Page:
As of 13 March 2010, the Cyprus Turkish Airlines fleet consisted of the following aircraft:[6]

Aircraft Number Passengers Notes
Airbus A320-232 1 180 Operated by Turkuaz Airlines
Airbus A321-211 2 209 1 operated by AtlasJet
Boeing 737-800 4 177
Total 7

As of 14 March 2010, the average age of the fleet was 6.5 years.[7] According to the Cyprus Observer, KTHY had planned to extend their fleet to 12 aircraft, to be in service by 2012 with the airline's updated livery.[citation needed]

Most of the fleet parked at Ercan overnight, but some aircraft overnighted at Turkish airports.

Former fleet[edit]


Travel classes[edit]

Cyprus Turkish Airlines offered only two classes:

  • Economy: This class was offered on all of the new aircraft. Full meal or snack service was provided free of charge. In-flight entertainment was not offered.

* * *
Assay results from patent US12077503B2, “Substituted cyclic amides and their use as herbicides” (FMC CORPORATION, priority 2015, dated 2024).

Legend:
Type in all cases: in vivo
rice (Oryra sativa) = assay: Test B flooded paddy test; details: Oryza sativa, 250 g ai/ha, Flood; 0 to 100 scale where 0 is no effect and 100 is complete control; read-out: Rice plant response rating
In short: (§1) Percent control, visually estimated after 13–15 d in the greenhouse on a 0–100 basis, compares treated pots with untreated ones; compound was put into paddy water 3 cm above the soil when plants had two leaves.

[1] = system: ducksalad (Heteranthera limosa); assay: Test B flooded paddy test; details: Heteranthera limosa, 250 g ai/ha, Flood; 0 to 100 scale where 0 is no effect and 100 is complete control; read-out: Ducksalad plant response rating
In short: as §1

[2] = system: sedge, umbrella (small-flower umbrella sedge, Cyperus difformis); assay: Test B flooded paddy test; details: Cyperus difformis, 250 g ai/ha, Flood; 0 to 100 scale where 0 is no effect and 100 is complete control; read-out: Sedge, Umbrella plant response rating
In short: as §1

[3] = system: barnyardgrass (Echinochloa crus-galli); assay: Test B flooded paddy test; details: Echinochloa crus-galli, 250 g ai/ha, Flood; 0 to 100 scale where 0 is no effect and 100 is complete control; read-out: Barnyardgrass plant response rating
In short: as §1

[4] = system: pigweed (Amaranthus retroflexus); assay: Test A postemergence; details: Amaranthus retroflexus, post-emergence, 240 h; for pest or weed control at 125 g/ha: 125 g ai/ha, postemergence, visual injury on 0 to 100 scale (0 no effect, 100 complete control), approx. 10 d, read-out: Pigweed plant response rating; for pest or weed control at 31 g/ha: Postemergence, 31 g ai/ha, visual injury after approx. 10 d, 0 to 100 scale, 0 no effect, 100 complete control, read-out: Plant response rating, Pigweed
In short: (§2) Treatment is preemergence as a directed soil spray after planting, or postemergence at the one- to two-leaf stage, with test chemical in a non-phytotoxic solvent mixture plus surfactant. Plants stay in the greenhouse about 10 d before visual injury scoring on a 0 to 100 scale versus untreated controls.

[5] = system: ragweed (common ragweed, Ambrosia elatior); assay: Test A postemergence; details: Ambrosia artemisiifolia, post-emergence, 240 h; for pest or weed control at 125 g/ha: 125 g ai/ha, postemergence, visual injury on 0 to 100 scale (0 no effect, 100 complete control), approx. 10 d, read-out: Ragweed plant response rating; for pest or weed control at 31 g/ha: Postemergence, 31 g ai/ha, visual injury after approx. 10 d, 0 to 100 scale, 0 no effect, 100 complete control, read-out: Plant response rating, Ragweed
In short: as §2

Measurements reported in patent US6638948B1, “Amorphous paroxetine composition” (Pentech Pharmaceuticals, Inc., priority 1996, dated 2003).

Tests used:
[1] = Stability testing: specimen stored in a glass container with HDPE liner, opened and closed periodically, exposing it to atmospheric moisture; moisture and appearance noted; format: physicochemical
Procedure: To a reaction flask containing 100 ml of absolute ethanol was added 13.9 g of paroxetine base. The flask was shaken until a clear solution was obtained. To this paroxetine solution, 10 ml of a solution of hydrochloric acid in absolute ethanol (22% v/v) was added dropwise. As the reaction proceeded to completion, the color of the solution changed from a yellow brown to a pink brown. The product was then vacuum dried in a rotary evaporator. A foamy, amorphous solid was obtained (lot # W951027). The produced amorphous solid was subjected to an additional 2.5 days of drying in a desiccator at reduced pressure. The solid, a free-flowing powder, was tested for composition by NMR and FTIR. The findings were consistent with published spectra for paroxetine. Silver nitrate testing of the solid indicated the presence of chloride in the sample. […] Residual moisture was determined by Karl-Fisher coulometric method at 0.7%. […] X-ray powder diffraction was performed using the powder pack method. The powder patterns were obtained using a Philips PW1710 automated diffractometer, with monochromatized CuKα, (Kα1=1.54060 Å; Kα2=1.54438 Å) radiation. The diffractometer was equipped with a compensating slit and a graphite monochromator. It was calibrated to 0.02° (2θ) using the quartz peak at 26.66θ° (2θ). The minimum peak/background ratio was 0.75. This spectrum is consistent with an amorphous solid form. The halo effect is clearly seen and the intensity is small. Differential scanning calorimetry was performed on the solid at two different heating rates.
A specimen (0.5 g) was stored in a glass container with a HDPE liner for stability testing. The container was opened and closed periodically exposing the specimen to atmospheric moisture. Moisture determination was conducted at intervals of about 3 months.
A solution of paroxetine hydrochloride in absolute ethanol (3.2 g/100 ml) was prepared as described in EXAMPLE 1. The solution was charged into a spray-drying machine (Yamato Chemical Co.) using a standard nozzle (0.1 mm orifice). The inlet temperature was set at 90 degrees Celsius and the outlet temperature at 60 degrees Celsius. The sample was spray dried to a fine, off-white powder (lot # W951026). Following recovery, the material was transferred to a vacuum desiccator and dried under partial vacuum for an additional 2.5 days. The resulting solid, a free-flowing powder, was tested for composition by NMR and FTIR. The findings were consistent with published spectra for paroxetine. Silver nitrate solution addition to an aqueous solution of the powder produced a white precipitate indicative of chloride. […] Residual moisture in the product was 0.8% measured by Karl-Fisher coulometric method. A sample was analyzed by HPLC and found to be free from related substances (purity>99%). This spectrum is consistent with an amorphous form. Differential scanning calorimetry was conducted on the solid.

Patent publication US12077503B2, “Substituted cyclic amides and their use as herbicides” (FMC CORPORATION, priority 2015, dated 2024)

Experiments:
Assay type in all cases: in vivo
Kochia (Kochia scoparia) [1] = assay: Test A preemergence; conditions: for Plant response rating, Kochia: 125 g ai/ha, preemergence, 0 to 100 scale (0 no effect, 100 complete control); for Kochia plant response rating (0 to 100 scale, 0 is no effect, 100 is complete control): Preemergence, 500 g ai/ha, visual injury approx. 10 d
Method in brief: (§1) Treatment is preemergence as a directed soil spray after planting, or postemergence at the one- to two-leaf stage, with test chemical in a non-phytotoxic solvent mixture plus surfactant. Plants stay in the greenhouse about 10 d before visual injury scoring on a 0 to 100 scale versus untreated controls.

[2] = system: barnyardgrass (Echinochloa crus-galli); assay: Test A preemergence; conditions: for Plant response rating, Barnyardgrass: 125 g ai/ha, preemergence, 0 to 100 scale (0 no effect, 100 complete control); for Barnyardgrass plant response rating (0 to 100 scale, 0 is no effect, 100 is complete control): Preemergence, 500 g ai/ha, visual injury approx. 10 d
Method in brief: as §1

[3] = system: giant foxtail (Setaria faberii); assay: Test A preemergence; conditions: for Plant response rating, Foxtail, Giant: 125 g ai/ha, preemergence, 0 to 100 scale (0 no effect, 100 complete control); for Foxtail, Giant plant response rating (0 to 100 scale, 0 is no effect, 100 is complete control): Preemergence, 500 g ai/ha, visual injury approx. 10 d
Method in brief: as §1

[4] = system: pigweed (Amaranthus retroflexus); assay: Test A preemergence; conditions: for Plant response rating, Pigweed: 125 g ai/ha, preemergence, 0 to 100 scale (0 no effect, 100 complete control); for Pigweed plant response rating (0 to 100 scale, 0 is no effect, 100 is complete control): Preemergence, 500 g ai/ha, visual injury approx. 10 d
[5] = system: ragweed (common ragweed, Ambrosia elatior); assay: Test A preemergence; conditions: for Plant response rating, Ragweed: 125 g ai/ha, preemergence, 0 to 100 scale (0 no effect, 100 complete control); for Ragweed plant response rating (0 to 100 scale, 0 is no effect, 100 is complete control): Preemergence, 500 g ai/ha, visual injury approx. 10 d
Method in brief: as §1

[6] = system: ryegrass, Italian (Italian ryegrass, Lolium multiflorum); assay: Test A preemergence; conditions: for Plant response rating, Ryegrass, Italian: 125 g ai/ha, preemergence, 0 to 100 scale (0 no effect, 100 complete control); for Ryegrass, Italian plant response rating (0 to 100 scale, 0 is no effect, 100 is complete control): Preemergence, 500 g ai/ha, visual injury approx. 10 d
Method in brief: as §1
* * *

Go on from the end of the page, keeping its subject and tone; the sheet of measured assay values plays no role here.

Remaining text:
• Economy Plus: This class was introduced after KTHY's elimination of Business and First Class services years earlier, due the grounding of its Airbus A310s and Boeing 727s.

Express check-in[edit]

In early 2008, the airline introduced an express check-in service at Ercan for passengers who were not checking any bags. There were separate express check-in counters for passengers with only carry-on luggage and for those without any luggage at all.

Frequent flyer programme[edit]

The airline had a "Special Passenger Programme for Frequent Flyers". Participants had priority for seat reservations and an extra baggage allowance, avoided waiting at check-in, and earned points redeemable for travel.[9]